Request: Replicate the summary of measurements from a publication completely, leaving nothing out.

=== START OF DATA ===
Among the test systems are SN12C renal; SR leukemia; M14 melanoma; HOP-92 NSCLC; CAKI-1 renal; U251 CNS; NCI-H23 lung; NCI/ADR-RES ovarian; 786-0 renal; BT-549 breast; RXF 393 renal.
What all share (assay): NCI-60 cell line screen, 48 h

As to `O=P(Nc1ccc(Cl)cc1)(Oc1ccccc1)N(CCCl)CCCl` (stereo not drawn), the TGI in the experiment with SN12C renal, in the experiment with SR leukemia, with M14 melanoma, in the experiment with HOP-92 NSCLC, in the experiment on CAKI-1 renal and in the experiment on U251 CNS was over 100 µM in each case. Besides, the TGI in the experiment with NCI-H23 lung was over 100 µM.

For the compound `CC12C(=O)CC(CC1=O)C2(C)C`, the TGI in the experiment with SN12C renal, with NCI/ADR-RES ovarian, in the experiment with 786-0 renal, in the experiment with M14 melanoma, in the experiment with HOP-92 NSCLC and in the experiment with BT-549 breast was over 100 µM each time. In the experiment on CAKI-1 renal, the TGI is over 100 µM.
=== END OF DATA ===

Among the test systems are SN12C renal; SR leukemia; M14 melanoma; HOP-92 NSCLC; CAKI-1 renal; U251 CNS; NCI-H23 lung; NCI/ADR-RES ovarian; 786-0 renal; BT-549 breast; RXF 393 renal.
What all share (assay): NCI-60 cell line screen, 48 h

As to `O=P(Nc1ccc(Cl)cc1)(Oc1ccccc1)N(CCCl)CCCl` (stereo not drawn), the TGI in the experiment with SN12C renal, in the experiment with SR leukemia, with M14 melanoma, in the experiment with HOP-92 NSCLC, in the experiment on CAKI-1 renal and in the experiment on U251 CNS was over 100 µM in each case. Besides, the TGI in the experiment with NCI-H23 lung was over 100 µM.

For the compound `CC12C(=O)CC(CC1=O)C2(C)C`, the TGI in the experiment with SN12C renal, with NCI/ADR-RES ovarian, in the experiment with 786-0 renal, in the experiment with M14 melanoma, in the experiment with HOP-92 NSCLC and in the experiment with BT-549 breast was over 100 µM each time. In the experiment on CAKI-1 renal, the TGI is over 100 µM.